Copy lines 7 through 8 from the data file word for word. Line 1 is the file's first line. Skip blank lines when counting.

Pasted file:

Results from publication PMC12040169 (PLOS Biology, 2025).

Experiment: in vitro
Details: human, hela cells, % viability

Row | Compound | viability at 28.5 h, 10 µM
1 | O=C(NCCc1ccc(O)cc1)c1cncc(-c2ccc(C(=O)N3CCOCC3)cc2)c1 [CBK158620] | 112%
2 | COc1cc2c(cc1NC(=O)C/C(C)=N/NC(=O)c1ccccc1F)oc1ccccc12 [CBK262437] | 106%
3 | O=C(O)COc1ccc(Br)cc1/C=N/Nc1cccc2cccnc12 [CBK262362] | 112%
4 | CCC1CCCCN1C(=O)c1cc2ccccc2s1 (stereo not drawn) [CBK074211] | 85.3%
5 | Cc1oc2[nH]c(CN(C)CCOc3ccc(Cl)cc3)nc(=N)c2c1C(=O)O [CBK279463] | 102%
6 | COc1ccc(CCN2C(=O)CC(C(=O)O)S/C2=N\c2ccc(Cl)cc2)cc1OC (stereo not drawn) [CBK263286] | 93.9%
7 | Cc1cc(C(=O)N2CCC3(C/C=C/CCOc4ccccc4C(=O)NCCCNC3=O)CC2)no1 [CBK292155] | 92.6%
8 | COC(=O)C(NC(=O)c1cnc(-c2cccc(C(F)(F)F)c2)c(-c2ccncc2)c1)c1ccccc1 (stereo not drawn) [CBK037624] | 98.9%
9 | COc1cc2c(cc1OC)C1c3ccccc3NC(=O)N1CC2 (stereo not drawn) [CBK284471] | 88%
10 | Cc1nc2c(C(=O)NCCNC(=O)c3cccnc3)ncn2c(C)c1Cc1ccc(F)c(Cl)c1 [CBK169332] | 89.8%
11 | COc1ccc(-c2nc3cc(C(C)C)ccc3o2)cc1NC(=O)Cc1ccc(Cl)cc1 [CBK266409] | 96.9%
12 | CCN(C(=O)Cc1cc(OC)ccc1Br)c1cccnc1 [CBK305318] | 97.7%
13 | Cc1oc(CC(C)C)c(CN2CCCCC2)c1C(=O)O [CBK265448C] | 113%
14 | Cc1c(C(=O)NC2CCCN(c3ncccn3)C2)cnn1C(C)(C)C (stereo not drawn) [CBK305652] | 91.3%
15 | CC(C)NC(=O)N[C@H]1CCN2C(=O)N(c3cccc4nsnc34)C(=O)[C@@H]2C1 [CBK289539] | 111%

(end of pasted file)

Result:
3 | O=C(O)COc1ccc(Br)cc1/C=N/Nc1cccc2cccnc12 [CBK262362] | 112%
4 | CCC1CCCCN1C(=O)c1cc2ccccc2s1 (stereo not drawn) [CBK074211] | 85.3%